As we made our way to the bottom of the stairs I took note of the empty tables filling the restaurant’s interior and of the sole woman stacking glasses behind the bar on our right. “How can I help you?” the woman asked in an unfamiliar accent as she looked up from her task. I briefly explained we were looking to grab a seat outside and have a meal, which prompted the woman to hand me two menus and explain she would be up to help us shortly. With menus in hand, Rachael and I climbed back up the stairwell and found an empty table near the back of the outdoor seating area. Upon taking a seat at the small wooden table, I immediately began looking over the menu. With exotic names and ingredients jumping off the page, I knew my first experience with Ethiopian food would be much different than my typical dining experiences.
The woman set our drinks and food on the table before asking us if we were ready to order. Rachael asked a few questions about the menu before settling on Misirwot, a dish of lentils, split peas, and potatoes in a spicy tomato sauce over a Ethiopian sourdough flatbread called injera. After jotting down Rachael’s order, the woman looked at me with her pen at the ready. Still undecided and I looked at the woman and asked, “What is the most authentic Ethiopian meal you offer?” Thinking for a moment, the woman replied, “Really… anything, but I recommend the Dorowot.” I took a brief moment to read the description of the entrée, which indicated it contained chicken and carrots in a berbere spiked red sauce over injera. Heeding the server’s advice, I agreed to try the entrée. After scribbling on the notepad the server stated she would put in the order before walking back into the restaurant. Now turning our attention to the Samboosa and drinks in front of us, Rachael and I dove into the first course of our meal.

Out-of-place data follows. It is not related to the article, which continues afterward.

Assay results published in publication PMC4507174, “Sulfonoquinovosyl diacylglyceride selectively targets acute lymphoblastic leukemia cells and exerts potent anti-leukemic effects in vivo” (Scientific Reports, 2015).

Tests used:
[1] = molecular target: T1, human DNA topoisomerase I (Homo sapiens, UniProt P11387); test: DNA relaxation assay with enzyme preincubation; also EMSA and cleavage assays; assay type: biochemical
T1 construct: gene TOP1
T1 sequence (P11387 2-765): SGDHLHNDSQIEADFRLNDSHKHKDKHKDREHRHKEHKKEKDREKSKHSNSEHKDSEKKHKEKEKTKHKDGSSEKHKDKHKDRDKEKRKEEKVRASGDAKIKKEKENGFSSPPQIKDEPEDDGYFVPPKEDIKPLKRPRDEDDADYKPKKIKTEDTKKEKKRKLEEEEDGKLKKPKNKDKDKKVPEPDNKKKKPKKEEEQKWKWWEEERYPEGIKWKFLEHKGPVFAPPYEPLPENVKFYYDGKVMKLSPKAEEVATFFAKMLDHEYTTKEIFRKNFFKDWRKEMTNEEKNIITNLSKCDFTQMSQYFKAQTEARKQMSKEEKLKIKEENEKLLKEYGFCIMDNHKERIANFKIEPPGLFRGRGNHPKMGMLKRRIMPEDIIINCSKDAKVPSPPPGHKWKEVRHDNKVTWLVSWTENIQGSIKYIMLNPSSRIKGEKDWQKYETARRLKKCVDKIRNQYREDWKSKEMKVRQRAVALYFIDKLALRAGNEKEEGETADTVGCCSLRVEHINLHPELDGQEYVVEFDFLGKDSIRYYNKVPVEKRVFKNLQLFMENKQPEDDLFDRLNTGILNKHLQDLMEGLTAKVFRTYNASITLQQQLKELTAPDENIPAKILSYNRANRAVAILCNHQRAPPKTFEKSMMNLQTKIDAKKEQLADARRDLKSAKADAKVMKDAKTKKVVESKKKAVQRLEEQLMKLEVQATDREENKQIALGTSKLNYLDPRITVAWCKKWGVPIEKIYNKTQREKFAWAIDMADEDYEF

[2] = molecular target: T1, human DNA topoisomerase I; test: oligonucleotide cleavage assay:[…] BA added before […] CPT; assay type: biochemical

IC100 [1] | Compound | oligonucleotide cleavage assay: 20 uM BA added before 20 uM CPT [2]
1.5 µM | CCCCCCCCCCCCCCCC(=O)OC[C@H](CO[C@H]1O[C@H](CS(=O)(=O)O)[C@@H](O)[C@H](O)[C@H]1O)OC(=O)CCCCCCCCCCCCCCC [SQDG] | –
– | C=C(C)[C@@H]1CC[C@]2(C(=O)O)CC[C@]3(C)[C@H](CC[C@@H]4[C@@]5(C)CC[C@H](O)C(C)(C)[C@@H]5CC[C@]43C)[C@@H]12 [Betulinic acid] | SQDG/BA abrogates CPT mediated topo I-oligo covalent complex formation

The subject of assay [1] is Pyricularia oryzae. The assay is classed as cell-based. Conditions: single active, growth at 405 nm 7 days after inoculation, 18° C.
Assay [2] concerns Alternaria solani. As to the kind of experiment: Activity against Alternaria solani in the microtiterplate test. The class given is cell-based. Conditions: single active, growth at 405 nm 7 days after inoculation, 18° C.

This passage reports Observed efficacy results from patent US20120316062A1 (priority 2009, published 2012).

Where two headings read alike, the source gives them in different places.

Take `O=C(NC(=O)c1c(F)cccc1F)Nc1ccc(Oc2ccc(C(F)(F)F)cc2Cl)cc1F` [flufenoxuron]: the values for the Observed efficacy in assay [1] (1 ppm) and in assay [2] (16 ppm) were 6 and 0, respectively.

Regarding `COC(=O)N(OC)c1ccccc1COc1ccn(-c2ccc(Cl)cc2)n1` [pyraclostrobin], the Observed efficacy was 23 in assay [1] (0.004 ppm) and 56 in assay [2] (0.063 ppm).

|St. George saves the day|
After trying Ethiopian food for the first time, I must say this is something I think everyone should try. The unique aspects of the cuisine make it stand out among the other foods I have experienced, with the spices, presentation, and flavors coming together in something altogether different. While I cannot say Ethiopian food is among the very best I have ever tasted, it is high on my list of delicious meals. The spices and injera alone make it fit comfortably on that list. With the pending redevelopment, I don’t know if Buraka will be around for very long, but my first experience with Ethiopian foods makes me think I will definitely make it a routine stop in downtown Madison for as long as the restaurant remains open.